I was really glad that I sent out the mass e-mail and I would recommend it to every new celiac. It answered the basics and people could ask me questions as they developed a curiosity. It also spared me witnessing the eye-rolling that some relatives were bound to have. A year later, one relative that never asked a question and I'm sure was the biggest eye-roller has started to gently comment on my dinners and ask "what kind of noodles are those" and "so, what can you eat". Oh, it also spared me explaining Celiac 45 times.

I wonder if I can find that letter.

As far as France goes, I have no advice. I take my own pan and groceries to TN when I visit the inlaws. Only safe way. Maybe have some necessities shipped to their address and bring a foil pan, multipurpose cooking spoon, and can opener. Oh, when I'm at my inlaws, I ask that they leave a little of everything in the container or that I get to the container first and take out what I need and cook the same/similar thing in a separate pan/microwave.

Enjoy your trip

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That mass e-mail is a good idea! I think I've already told every single person I know, so it's too late for me, but I wish I had thought of it. :)

Of course, on my dad's side of the family practically everyone HAS Celiac Disease, so they wouldn't have needed it.

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hi there,

great advice again :)

and actually, I just had the same idea than the "mass email": since my arrival in the US, I got a blog where I post some news for my family & friends...so a few days ago I posted a message there (explaining the basics of celiac disease, and cc)

I am glad to hear your positive experience about this kind of thing! we'll see how that goes for me.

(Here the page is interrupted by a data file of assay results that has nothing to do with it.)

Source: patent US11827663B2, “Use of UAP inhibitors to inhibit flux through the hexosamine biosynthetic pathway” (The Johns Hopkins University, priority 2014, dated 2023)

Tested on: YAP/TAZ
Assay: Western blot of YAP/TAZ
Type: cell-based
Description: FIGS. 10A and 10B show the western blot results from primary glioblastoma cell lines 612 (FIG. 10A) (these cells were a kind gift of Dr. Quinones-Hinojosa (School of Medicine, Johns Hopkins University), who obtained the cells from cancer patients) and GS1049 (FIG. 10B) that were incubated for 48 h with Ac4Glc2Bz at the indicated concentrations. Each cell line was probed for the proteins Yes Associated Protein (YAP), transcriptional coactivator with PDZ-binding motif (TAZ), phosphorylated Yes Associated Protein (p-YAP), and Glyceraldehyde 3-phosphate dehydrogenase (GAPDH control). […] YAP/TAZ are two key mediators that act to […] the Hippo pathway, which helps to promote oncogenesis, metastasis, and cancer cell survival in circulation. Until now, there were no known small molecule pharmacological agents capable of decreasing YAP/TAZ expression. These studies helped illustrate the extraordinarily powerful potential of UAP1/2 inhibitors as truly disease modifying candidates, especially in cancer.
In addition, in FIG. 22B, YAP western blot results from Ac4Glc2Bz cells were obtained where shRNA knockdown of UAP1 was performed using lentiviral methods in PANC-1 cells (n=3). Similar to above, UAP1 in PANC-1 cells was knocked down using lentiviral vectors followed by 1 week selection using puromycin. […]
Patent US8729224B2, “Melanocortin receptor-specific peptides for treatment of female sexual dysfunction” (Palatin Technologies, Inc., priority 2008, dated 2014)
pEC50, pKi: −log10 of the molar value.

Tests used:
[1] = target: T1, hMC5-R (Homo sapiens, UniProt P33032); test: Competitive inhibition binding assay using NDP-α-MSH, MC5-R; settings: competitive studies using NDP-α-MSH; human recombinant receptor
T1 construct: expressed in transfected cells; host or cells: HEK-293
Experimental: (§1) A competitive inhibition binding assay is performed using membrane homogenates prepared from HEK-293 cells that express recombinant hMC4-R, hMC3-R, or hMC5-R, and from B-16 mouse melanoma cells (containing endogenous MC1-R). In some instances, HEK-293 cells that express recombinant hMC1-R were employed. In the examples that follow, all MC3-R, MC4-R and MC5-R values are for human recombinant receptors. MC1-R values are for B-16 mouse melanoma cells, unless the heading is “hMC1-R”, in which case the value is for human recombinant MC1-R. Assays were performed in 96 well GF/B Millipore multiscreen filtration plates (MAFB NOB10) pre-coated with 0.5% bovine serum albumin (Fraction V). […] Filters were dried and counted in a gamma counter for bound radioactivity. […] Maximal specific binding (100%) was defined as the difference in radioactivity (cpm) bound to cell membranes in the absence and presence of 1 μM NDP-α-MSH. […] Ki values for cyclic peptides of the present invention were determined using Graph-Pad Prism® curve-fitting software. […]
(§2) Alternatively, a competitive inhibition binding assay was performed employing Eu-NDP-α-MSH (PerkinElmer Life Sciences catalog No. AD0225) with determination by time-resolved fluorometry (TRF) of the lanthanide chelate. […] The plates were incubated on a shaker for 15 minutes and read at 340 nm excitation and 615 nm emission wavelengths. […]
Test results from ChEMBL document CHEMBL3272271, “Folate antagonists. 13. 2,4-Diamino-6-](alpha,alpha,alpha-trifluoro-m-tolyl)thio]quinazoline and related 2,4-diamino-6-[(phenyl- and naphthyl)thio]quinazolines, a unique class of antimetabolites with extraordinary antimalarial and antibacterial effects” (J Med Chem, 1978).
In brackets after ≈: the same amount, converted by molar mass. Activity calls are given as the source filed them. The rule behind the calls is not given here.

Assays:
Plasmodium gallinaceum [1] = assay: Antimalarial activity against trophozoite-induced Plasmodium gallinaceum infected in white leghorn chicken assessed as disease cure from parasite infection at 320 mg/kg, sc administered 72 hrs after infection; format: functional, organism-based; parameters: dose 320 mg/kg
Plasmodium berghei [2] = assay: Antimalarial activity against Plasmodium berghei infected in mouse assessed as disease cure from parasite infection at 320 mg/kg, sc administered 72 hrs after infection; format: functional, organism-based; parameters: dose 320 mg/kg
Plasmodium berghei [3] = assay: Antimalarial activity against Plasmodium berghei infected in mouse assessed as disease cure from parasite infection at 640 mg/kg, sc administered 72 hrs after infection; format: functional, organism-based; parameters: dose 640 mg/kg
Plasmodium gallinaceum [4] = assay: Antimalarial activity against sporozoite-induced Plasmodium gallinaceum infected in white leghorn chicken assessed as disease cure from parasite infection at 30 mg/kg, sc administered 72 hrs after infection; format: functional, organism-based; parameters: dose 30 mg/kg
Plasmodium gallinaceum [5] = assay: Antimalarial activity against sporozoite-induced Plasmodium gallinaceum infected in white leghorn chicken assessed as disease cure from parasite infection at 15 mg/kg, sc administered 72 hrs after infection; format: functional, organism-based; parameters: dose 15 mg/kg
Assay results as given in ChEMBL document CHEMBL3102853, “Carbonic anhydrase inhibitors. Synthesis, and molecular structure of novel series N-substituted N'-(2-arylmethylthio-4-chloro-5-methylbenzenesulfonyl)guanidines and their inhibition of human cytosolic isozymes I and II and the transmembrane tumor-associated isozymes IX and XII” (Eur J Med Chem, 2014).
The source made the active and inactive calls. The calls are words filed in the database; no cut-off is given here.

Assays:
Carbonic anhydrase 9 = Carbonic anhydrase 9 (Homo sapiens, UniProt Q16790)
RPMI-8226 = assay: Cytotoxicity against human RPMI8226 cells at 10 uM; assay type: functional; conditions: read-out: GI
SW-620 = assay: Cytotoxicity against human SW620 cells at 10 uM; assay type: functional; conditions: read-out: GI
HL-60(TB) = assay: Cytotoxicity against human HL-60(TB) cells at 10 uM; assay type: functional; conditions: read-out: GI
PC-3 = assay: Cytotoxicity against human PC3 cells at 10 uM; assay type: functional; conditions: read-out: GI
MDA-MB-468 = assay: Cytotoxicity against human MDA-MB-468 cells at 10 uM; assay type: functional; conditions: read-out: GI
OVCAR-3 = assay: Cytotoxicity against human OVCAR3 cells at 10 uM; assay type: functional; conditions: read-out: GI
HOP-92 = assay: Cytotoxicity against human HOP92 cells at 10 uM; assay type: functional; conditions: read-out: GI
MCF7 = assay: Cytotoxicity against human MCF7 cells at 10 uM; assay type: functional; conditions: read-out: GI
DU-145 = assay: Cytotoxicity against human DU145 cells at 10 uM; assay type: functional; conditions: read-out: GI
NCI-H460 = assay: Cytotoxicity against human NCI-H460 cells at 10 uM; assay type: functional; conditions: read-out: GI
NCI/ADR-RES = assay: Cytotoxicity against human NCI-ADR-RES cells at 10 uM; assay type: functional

as far as the in-laws trip, well I am preparing myself now (I'm flying on Thursday)

I'll have with me: some basic food for the plane (gluten-free snack bars & fruits) + some gluten-free pasta, crackers, tuna pouches and my own tupperware for the few meals I'll have in France

...then as soon as I get there, I'll check if I need to buy any basic cookware, and will go for a grocery trip with my husband, for the fresh veggies & fruits.

so far, It think I am not doing so bad -at least, I feel prepared ;)

again, I want to say it has been a great help to discuss it with all of you (great ideas, and it helps so much with the stress to be able to chat about it)

so thanks for the input!

any additional suggestions welcome...

Sophie

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I love the mass email idea. Any pointers? How did you start it off and what kind of response did you get?

I think this might be good for a few reasons. So many people don't know what gluten is, and certainly don't know anything about celiac. Sometimes they think I can have whole wheat but not white and some people in the family confuse glucose for gluten. :unsure:

Also in the email can be information about cross contamination and why it's so important for us to bring our own food.

Maybe the invites for dinner will return if I send out such an email. No one invites me over anymore :P